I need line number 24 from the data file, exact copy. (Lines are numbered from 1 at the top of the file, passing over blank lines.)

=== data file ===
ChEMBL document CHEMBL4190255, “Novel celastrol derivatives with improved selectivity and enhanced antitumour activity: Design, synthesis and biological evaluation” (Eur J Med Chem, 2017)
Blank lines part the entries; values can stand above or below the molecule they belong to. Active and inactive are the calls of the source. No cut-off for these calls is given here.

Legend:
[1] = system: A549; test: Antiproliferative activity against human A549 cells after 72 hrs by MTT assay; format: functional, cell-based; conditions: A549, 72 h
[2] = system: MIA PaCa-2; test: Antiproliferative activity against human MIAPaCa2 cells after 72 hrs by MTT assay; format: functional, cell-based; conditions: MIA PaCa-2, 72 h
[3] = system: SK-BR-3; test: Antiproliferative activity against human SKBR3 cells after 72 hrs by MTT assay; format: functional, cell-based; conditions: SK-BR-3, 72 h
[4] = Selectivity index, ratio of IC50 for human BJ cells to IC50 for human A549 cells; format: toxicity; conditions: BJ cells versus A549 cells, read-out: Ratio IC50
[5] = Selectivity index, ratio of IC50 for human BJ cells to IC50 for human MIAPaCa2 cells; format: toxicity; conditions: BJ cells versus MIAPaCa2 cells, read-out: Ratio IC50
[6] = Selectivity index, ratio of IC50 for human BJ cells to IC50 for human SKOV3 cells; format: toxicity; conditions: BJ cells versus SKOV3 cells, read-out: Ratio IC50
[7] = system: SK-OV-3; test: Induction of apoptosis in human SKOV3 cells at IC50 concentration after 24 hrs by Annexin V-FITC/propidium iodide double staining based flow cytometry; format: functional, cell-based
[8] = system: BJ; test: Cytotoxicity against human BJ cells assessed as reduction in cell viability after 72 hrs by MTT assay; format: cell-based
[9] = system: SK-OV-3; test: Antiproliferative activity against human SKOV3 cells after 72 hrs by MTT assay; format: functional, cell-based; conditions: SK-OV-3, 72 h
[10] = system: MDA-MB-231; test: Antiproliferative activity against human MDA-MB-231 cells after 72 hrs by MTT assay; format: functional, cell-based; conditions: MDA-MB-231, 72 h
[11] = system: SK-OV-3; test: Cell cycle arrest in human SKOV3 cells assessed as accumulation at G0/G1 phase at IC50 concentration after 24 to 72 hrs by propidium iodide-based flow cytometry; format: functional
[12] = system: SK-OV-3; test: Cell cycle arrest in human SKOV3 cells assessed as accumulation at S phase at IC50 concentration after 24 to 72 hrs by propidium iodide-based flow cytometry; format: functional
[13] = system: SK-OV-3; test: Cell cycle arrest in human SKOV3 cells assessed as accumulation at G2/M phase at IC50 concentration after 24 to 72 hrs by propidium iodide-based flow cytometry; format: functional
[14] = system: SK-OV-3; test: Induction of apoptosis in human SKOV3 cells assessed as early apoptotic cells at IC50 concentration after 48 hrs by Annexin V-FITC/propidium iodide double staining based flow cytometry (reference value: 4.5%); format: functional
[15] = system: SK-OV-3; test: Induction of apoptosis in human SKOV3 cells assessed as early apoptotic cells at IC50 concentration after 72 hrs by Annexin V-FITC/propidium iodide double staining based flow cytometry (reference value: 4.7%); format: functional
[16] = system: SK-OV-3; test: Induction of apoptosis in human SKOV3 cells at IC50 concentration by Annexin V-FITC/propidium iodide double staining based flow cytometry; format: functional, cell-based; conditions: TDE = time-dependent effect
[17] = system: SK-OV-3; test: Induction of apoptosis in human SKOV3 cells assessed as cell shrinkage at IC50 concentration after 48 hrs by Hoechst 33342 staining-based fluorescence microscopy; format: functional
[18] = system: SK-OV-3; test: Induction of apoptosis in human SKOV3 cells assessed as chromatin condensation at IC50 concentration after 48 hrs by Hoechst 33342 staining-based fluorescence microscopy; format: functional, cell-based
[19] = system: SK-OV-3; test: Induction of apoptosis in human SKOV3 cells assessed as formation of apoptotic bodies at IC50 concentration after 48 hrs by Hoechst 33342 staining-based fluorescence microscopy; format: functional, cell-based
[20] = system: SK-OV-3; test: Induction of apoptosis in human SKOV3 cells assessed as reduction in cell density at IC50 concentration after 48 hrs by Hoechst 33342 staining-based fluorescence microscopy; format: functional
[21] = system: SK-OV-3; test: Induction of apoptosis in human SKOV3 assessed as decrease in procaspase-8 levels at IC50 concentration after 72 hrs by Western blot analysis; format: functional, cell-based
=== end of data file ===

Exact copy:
[21] = system: SK-OV-3; test: Induction of apoptosis in human SKOV3 assessed as decrease in procaspase-8 levels at IC50 concentration after 72 hrs by Western blot analysis; format: functional, cell-based